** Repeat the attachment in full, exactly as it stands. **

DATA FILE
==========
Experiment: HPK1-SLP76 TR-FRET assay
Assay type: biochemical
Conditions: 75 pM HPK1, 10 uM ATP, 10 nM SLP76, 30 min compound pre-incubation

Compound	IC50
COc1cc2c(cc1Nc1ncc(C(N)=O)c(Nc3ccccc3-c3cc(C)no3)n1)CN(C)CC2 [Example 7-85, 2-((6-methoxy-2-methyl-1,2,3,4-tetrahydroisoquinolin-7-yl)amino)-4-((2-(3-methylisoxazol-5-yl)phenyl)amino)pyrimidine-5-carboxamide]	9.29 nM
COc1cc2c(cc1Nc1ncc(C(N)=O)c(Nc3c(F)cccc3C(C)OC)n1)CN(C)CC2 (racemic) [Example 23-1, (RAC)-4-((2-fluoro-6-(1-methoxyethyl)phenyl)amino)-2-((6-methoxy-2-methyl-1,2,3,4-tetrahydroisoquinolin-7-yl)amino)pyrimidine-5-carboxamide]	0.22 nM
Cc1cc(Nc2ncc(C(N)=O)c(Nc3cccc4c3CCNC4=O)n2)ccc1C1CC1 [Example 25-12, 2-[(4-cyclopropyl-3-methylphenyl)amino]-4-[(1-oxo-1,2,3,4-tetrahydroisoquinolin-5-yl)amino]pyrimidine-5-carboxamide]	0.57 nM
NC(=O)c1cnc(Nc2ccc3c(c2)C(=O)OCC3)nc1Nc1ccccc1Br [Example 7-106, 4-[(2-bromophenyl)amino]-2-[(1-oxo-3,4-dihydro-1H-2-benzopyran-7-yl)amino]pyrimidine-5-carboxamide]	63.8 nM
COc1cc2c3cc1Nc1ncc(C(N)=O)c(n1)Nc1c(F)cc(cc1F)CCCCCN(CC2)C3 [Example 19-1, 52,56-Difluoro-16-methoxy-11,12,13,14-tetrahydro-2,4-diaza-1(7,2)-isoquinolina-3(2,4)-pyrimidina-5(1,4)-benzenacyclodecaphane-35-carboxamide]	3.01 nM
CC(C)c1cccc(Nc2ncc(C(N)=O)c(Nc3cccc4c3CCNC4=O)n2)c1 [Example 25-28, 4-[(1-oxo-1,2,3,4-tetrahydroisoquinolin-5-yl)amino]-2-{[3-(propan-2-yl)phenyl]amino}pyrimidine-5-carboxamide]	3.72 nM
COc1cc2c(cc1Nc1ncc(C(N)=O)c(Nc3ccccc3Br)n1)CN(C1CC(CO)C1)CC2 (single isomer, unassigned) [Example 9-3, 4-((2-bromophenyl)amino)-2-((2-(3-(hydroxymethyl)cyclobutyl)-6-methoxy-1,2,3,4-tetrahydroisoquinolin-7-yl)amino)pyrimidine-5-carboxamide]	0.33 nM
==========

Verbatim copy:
Experiment: HPK1-SLP76 TR-FRET assay
Assay type: biochemical
Conditions: 75 pM HPK1, 10 uM ATP, 10 nM SLP76, 30 min compound pre-incubation

Compound	IC50
COc1cc2c(cc1Nc1ncc(C(N)=O)c(Nc3ccccc3-c3cc(C)no3)n1)CN(C)CC2 [Example 7-85, 2-((6-methoxy-2-methyl-1,2,3,4-tetrahydroisoquinolin-7-yl)amino)-4-((2-(3-methylisoxazol-5-yl)phenyl)amino)pyrimidine-5-carboxamide]	9.29 nM
COc1cc2c(cc1Nc1ncc(C(N)=O)c(Nc3c(F)cccc3C(C)OC)n1)CN(C)CC2 (racemic) [Example 23-1, (RAC)-4-((2-fluoro-6-(1-methoxyethyl)phenyl)amino)-2-((6-methoxy-2-methyl-1,2,3,4-tetrahydroisoquinolin-7-yl)amino)pyrimidine-5-carboxamide]	0.22 nM
Cc1cc(Nc2ncc(C(N)=O)c(Nc3cccc4c3CCNC4=O)n2)ccc1C1CC1 [Example 25-12, 2-[(4-cyclopropyl-3-methylphenyl)amino]-4-[(1-oxo-1,2,3,4-tetrahydroisoquinolin-5-yl)amino]pyrimidine-5-carboxamide]	0.57 nM
NC(=O)c1cnc(Nc2ccc3c(c2)C(=O)OCC3)nc1Nc1ccccc1Br [Example 7-106, 4-[(2-bromophenyl)amino]-2-[(1-oxo-3,4-dihydro-1H-2-benzopyran-7-yl)amino]pyrimidine-5-carboxamide]	63.8 nM
COc1cc2c3cc1Nc1ncc(C(N)=O)c(n1)Nc1c(F)cc(cc1F)CCCCCN(CC2)C3 [Example 19-1, 52,56-Difluoro-16-methoxy-11,12,13,14-tetrahydro-2,4-diaza-1(7,2)-isoquinolina-3(2,4)-pyrimidina-5(1,4)-benzenacyclodecaphane-35-carboxamide]	3.01 nM
CC(C)c1cccc(Nc2ncc(C(N)=O)c(Nc3cccc4c3CCNC4=O)n2)c1 [Example 25-28, 4-[(1-oxo-1,2,3,4-tetrahydroisoquinolin-5-yl)amino]-2-{[3-(propan-2-yl)phenyl]amino}pyrimidine-5-carboxamide]	3.72 nM
COc1cc2c(cc1Nc1ncc(C(N)=O)c(Nc3ccccc3Br)n1)CN(C1CC(CO)C1)CC2 (single isomer, unassigned) [Example 9-3, 4-((2-bromophenyl)amino)-2-((2-(3-(hydroxymethyl)cyclobutyl)-6-methoxy-1,2,3,4-tetrahydroisoquinolin-7-yl)amino)pyrimidine-5-carboxamide]	0.33 nM